Bathed in homemade roasted salsa verde, stuffed with smoky shredded chicken and black beans, and smothered in melty monterrey jack cheese, Enchiladas Verdes really hit the tex-mex spot. By roasting everything on one pan, these made-from-scratch enchiladas come together with a little bit less effort than your average homemade enchilada recipe. And do I even need to address how delicious they are?? So so good.
If you take a deep dive into our tex-mex archives, you’ll quickly see enchiladas are the cornerstone of the category. It wasn’t something purposeful, we just really really adore enchiladas. In there you’ll find our favorite Classic Chicken Enchiladas that have become a cult hit amongst readers (just take a look a the comments). My personal favorite, Shredded Beef Enchiladas which combine rich shredded beef with an equally rich and delicious ancho Chile sauce. We even have out-of-the-box options like these Chipotle and Pomegranate Chicken Enchiladas for those that crave something a little different
It didn’t dawn on me until the other day that we don’t have a recipe for the counterpart to our traditional chicken enchiladas – enchiladas verdes – so here we are. And guys, we have been missing out! Our Enchiladas Verdes are everything I hoped they would be. Tangy, creamy, ever-so-slightly spicy, packed with flavor, and of course, cheesy (a must in all enchiladas).
Instead of using a tomato or red-based sauce, enchiladas verdes uses a green-based salsa made with tomatillos, jalapeños, cilantro, and lime. The sauce itself is tangy, spicy, creamy, and all things wonderful. Pairing the zippy salsa with flavorful shredded chicken, hearty black beans, smoky cumin and gooey cheese brings these enchiladas verdes recipe full circle.
Making homemade enchiladas can be notoriously time consuming, so we’ve streamlined the process so the chicken and veggies roast on the same pan to cut down on time and pans dirtied. (If you’re looking for something even more effortless, give our 5-Ingredient Chicken Enchiladas a go.)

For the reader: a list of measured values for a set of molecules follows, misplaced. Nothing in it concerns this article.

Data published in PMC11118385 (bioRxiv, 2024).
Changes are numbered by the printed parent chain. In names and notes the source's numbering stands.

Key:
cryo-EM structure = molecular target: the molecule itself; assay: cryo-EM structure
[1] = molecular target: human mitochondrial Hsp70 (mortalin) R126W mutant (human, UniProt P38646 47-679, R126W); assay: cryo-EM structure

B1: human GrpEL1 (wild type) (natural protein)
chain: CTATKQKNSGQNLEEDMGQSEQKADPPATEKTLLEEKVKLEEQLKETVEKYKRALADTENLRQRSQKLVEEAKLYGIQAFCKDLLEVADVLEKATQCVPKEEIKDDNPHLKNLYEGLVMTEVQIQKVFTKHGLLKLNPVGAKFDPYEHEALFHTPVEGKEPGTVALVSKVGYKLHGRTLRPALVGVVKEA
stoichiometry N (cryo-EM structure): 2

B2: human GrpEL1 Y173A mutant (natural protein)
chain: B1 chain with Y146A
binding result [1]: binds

Enchilada Verdes Sauce
Tomatillos. These adorable green little guys may seem unassuming, but their petite size packs in a burst of almost citrus-like tang and flavor. When roasted, the zippiness becomes even more pronounced, with hints of sweetness as well. Because of the combination they make the perfect ingredient to be the base of the enchiladas verdes sauce.
I usually find them in the produce section nestled with the jalapeños and poblano peppers. You’ll need to take the skin off and if you’re not lazy like I am, give them a quick rub down with a wet paper towel to rinse of any residue left by the skin.
Jalapeños. Every salsa needs an element of heat and our salsa verde is no exception. We like to use one whole jalapeño and leave the seeds and membranes in, but you can also use a Serrano pepper as well. Remember, you can always add more heat, but you can take it away.
Onion + Garlic.
Lime. Even though tomatillos have quite a bit of acid in them, I still like to add a little bit of citrus in as well.
Cilantro. I go heavy on the cilantro, for me it’s an integral part of the verdes sauce, but if you like to be a little less aggressive, you can reduce it by a little bit.
Chicken Stock. The main difference between a salsa verde and an enchilada verdes sauce, is we add liquid to the sauce to make it a thinner consistency. You could use water, but I like to add flavor where I can so we use a low-sodium chicken stock. Salsa is also typically left raw, whereas enchilada sauce is cooked.
Chicken. For maximum flavor, we like to use chicken thighs. If you’re really opposed to chicken thighs, chicken breast also works. If you do use chicken breasts, be sure to use a meat thermometer to cook them to the proper temperature, as they make cook slower than the other ingredients.
Black Beans. I wanted to add in a meat-free protein factor to our enchiladas verdes, so I threw in a handful of black beans. You could also add pinto beans or sautéed peppers and onions as well.